Farah Khan via www.thedailybeast.com
Their tone indicates that they have clearly suffered more terrible work hours and conditions than any resident today, so complaints from our end should be stifled entirely. And accordingly so, I very seldom complain about the number of hours I find myself at work. Sure, it is rather unfortunate that most months I only get one day off a week and weekends are luxuries, but hey, I make the most of it.
Once I became a second-year resident, the former 16-hour cap to my workday was removed and replaced with a 24+4-hour workday cap. This is code for a full 24 hours in the hospital along with four hours afterward to wrap up any remaining work (read: 28 hours). This schedule is kosher and within work-hour restrictions imposed upon my residency program by the Accreditation Council for Graduate Medical Education (ACGME).
However, my internal-medicine residency program is also taking part in the iCOMPARE study, which is a randomized trial comparing hourly restrictions for residents against a more flexible policy. The more flexible policy effectively removes a daily cap from all internal-medicine trainees across the board, including first-year interns, and places a looser 80-hour maximum per week rule.
As my luck would have it, our residency program is applying this system to what is viewed as one of the hardest stints of the entire 36 months of our residency training: 1 month at the county hospital’s medical intensive care unit (MICU). Every four days, my three interns and I spend 30 hours in the hospital continuously covering the MICU: handling patients, accepting patients from the general medicine wards who are clinically deteriorating, and admitting new, critically ill patients from the emergency room.
Residency work hours have always been a controversial topic, with discussions of the tradeoff between safe working hours for physicians and patient safety. The iCOMPARE study has also recently been the source of significant controversy, as many argue that the study pushes physicians beyond reasonable limits and may also very negatively affect patient safety. Sleepier doctors mean patients could be at higher risk for adverse events—makes sense, right? It does, until you realize that shorter work hours also mean more handoffs between doctors coming and going. More physician handoffs open the way to miscommunication problems, so it may boil down to choosing the better of two evils.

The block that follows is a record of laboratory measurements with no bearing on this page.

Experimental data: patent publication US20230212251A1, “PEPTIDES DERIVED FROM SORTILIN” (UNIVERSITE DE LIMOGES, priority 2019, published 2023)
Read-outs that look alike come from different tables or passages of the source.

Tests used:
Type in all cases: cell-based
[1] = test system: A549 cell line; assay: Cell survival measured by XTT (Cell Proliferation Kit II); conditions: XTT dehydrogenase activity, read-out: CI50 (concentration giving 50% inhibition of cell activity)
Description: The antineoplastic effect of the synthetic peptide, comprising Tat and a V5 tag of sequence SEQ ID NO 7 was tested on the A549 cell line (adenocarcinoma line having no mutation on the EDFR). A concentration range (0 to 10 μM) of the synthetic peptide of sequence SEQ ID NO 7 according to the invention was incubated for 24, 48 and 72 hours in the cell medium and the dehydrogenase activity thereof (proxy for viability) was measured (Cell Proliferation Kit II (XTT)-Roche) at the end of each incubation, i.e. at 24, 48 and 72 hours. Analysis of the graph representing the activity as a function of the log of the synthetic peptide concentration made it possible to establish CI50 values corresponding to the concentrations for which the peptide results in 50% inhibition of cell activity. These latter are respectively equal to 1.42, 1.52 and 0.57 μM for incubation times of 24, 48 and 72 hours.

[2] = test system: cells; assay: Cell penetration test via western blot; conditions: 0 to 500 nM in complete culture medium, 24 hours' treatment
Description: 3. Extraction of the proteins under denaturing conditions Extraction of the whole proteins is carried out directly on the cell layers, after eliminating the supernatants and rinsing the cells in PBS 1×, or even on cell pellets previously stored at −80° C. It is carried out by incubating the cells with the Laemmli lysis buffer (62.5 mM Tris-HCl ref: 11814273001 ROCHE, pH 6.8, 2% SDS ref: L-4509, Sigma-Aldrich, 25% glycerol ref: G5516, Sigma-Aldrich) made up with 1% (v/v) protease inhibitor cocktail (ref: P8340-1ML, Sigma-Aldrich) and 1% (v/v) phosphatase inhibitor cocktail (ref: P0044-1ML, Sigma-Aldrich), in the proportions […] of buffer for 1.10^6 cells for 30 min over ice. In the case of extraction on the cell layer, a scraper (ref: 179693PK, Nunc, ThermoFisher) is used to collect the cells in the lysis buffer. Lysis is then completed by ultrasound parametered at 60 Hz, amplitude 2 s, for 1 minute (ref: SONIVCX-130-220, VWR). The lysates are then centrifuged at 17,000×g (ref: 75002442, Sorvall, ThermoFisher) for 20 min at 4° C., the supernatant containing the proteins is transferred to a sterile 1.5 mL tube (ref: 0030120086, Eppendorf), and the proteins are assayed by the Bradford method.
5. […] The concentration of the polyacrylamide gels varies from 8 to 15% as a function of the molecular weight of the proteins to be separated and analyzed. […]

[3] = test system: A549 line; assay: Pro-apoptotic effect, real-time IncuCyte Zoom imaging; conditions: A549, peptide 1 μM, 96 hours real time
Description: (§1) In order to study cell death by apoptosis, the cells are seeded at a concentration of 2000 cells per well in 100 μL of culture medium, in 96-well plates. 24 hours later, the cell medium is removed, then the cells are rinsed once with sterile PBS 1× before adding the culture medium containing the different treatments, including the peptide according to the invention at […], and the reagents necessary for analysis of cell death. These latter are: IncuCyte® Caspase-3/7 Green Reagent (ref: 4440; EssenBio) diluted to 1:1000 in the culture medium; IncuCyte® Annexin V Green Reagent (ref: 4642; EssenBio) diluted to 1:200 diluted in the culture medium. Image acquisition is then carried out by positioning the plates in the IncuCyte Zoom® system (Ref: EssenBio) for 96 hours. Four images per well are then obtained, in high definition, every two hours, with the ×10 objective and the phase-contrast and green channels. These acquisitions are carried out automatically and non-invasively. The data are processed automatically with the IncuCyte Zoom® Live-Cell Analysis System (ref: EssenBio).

In 2010, a survey found that the American public, better known as our patient population, voted overwhelmingly in favor of discontinuing consecutive 30-hour shifts and reducing work hours to 16 or fewer hours for resident physicians. One could easily argue that provider lack of sleep and physician fatigue could be far more dangerous for patients than miscommunications at the frequent handoffs.
Our county hospital is one of the biggest in the country and our patients are some of the sickest I have ever seen, so you can imagine that no 30-hour call goes by easily. When my team is on call, we nap in shifts as is feasible—and on most nights, napping in shifts means we all may get an hour of sleep if we’re lucky. It’s no surprise that a small study done in 2015 that looked at young doctors working night shifts found that sleep-deprived doctors performed poorly on psychomotor testing. Sleep-deprived doctors also had more errors on those tests when compared to non-sleep-deprived doctors in the same study. Another, even more concerning study looked at doctors working nights in intensive care units and found that cognitive performance declined across the board, regardless of physician level of training or amount of nap time obtained, after a night shift in the ICU. I imagine no patients would want medical attention from physicians who have decreased working memory capacity, speed of information processing, perceptual reasoning, and cognitive flexibility—all of which deteriorated after night shifts.
More often than not, medicine is a 24/7 career. Even when we’re not at work, we’re often thinking about our patients, and while we often have no choice regarding the hours we work, particularly doctors-in-training, perhaps it really is unethical to subject our patients to sleep-deprived doctors without giving them any say in the matter.
I will be able to overcome the most exhausting month of my training as soon as I bank away some extra nights of sleep, but will I ever be able to forgive myself for errors I might commit because of this exhaustion while on the job? Probably not. And most certainly not if these errors place my patients at risk. There has to be a better way to balance both physician well-being and patient safety, and I can guarantee you that “flexible duty hours” are not the answer. But ultimately, only time will tell if the iCOMPARE study results validate my personal opinion.